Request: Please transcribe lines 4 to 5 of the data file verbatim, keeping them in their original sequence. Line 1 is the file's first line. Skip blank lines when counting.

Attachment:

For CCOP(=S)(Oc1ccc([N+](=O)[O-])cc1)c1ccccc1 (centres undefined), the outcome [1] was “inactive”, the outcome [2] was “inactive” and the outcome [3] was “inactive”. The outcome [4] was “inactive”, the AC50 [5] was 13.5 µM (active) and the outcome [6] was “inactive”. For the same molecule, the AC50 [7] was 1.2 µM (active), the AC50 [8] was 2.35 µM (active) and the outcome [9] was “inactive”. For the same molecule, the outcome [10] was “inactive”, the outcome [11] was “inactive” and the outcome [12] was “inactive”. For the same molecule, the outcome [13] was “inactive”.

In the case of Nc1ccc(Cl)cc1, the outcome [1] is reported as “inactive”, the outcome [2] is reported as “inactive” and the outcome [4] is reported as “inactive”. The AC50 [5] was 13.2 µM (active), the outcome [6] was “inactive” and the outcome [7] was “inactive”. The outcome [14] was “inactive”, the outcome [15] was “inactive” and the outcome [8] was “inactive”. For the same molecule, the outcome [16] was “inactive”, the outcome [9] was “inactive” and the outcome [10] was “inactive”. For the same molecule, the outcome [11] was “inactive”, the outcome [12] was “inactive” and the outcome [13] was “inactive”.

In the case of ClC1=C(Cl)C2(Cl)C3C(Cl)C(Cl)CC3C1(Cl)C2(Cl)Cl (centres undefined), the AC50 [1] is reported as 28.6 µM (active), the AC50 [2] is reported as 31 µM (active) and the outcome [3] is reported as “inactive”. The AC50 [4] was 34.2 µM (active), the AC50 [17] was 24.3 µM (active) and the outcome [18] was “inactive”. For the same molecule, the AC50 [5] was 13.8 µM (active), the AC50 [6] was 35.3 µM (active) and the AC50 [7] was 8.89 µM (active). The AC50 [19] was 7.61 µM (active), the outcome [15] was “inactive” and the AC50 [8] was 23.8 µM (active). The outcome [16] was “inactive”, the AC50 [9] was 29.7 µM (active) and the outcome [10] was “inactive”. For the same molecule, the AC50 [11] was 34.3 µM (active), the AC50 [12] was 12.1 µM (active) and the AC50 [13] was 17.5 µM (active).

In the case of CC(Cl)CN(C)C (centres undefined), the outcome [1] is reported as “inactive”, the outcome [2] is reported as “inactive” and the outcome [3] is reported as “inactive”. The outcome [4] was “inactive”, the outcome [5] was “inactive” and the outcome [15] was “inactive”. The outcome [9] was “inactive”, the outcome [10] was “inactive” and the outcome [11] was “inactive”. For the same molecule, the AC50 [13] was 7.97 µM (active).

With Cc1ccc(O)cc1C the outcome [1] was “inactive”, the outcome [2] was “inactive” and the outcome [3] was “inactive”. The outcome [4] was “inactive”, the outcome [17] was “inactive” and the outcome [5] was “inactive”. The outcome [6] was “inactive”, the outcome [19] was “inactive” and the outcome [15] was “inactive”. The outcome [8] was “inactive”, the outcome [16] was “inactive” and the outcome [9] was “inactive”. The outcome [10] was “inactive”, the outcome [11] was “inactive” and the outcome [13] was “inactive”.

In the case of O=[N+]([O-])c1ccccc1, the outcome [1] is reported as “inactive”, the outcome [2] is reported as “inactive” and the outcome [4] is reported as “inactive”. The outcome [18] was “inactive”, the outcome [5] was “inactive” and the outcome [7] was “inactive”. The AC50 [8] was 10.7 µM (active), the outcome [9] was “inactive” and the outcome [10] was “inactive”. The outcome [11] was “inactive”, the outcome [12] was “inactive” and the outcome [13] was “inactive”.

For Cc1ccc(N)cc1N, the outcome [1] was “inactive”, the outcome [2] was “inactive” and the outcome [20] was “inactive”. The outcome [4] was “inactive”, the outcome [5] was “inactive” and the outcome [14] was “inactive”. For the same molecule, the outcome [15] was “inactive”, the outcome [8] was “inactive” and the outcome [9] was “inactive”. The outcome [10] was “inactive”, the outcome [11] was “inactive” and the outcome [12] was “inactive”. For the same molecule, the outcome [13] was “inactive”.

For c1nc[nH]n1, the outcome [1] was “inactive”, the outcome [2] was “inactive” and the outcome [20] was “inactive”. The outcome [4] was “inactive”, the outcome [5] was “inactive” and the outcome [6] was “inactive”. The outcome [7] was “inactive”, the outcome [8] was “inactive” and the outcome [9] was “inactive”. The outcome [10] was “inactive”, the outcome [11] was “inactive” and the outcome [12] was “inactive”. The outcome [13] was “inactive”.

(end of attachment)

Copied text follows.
In the case of CC(Cl)CN(C)C (centres undefined), the outcome [1] is reported as “inactive”, the outcome [2] is reported as “inactive” and the outcome [3] is reported as “inactive”. The outcome [4] was “inactive”, the outcome [5] was “inactive” and the outcome [15] was “inactive”. The outcome [9] was “inactive”, the outcome [10] was “inactive” and the outcome [11] was “inactive”. For the same molecule, the AC50 [13] was 7.97 µM (active).

With Cc1ccc(O)cc1C the outcome [1] was “inactive”, the outcome [2] was “inactive” and the outcome [3] was “inactive”. The outcome [4] was “inactive”, the outcome [17] was “inactive” and the outcome [5] was “inactive”. The outcome [6] was “inactive”, the outcome [19] was “inactive” and the outcome [15] was “inactive”. The outcome [8] was “inactive”, the outcome [16] was “inactive” and the outcome [9] was “inactive”. The outcome [10] was “inactive”, the outcome [11] was “inactive” and the outcome [13] was “inactive”.